One step at a time


Jade Hanson

Bond meeting on Monday morning to approve a change to the ballot language.

Jade Hanson, Writer

On Feb. 4, 2019, at 7 a.m. the School Board had a special meeting to approve a change to the ballot language. This was to accept a gift from the Wenger Foundation to be designated to the upcoming bond referendum.

Originally the bond maximum asking number was $138 million, and on Jan. 28 the number was lowered to $118 million with a donation from within the community. Superintendent Mr. Jeff Elstad gave insight to another possible reduction from a local business. The goal is to amend the ballot language to set the board authorization of bonds at $116 million versus $118 million. Mr. Elstad said, “This will greatly reduce the burden put on our taxpayers.”

The goal is to amend the ballot language to set the board authorization of bonds at $116 million versus $118 million.

The total anticipated cost to build a new high school is $138,000,000 which includes the cost of the land, building a new school and athletic complex and the demolition of the existing OHS.

The bond amount reduction is a direct reflection of corporate and local business gifts that have been donated towards the goal of a new high school. Mr. Elstad said, “Other gifts have been given to the district that we cannot monetize right now, but will be recognized in the final amount that will be bonded in July, should we have a successful bond election.”

The Owatonna business community will have donated between 20 to 25 percent of the project, which in turn shows how dedicated Owatonna’s business community is to invest in a new high school. Any donations of money and other gifts are to be directly put into the amount needed to construct the high school. Some gifts are to be in the form of products made in Owatonna, which will add to the pride within the community.

If the bond is not approved, Mr. Elstad is worried about the loss of potential donations within the community for a future bond towards a high school. Mr. Mark Sebring was explaining how Wenger and Viracon said they have offered to make a donation. He said, “It could amount to as much as $500,000 from each of these companies.”

Not the first new high school proposal

The proposal to build a new high school has been placed before the community three times in the past 25 years.

1996- OHS, OJHS, Wilson. (Pass)

2007- Operating Levy and All Day KG. (Fail)

2008- Bond for $128.5 million for New High School and Elementary. (Fail)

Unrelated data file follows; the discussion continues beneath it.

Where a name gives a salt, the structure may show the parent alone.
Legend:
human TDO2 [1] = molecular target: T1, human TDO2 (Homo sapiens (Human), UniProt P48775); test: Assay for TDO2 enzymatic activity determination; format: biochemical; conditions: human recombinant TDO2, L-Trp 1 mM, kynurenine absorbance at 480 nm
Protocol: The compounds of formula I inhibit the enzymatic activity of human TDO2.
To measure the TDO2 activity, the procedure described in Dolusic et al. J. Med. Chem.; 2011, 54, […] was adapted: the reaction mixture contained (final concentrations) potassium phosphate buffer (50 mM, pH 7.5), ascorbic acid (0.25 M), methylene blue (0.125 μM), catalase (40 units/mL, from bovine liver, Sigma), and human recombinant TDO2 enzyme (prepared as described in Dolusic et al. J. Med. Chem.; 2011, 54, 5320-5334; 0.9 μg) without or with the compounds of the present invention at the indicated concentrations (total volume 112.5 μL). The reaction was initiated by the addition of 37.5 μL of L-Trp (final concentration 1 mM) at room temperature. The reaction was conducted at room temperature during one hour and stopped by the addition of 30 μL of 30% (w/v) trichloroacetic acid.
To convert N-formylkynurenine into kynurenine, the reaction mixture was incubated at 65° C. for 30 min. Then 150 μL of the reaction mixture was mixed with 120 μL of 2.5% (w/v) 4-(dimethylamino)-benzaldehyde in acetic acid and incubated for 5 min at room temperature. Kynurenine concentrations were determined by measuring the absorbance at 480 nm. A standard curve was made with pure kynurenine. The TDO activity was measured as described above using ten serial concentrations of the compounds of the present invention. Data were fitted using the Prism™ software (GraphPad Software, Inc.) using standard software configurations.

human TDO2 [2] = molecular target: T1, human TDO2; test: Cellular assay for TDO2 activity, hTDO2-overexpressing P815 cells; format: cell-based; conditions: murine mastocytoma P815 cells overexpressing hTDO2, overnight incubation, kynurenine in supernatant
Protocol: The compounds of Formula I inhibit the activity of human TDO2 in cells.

2010- Bond and Levy for $30 million for Pillsbury site and All Day KG. (Fail)

2011- Bond for $24.6 million for Pillsbury site and Willow Creek. (Fail)

Nov. 2015-  Bond for $78 million for Deferred maintenance, safety and security and school building additions, such as the Owatonna Middle School, the movement of a few elementary schools and the ALC. (Pass)

May 2019- The current bond offering is for a different site than previously discussed bond requests for a new high school. This time around the site will be on a substantially larger parcel of land than the Pillsbury site. It will allow parking, green space and practice/athletic fields. What sets this request apart from previous ones is the strong backing from the business community, which is looking to make this bond election more promising. (Pending)


A new high school is critical for our students and beneficial to the long term health of our community.

— Mr. Mark Sebring

The community presence within Owatonna, regarding the project, is almost unheard of in other communities, and the board believes they are fortunate to have their support. Mr. Elstad said, “The business community has spoken to say the time is now to build a new high school and put our facilities in a good position for at least the next 25-30 years.”


One approach the board is making to help pass this bond involves telling the story behind the current building. Mr. Sebring said, “A new high school is critical for our students and beneficial to the long term health of our community.” The board is keeping the community informed on the money they will have to continue putting into the current high school at this time. The goal is to continue addressing the issues with the current building so the community could see the benefits for students with a new building. Not only will this bond help the Owatonna school district, but rather the community as a whole. The benefits for the business community participating can be seen through the potential value it can bring to their businesses by the donations they make.

At this time the Owatonna Senior High school will be hosting school tours in the weeks leading up to May 14. The tours are open to the public and will be held every half hour between 8:00 a.m. and 10:00 a.m. near the auditorium doors.

Update: This story has been changed to include the Wenger Foundation as the corporate partner and to hyperlink the Wenger Corporation press release.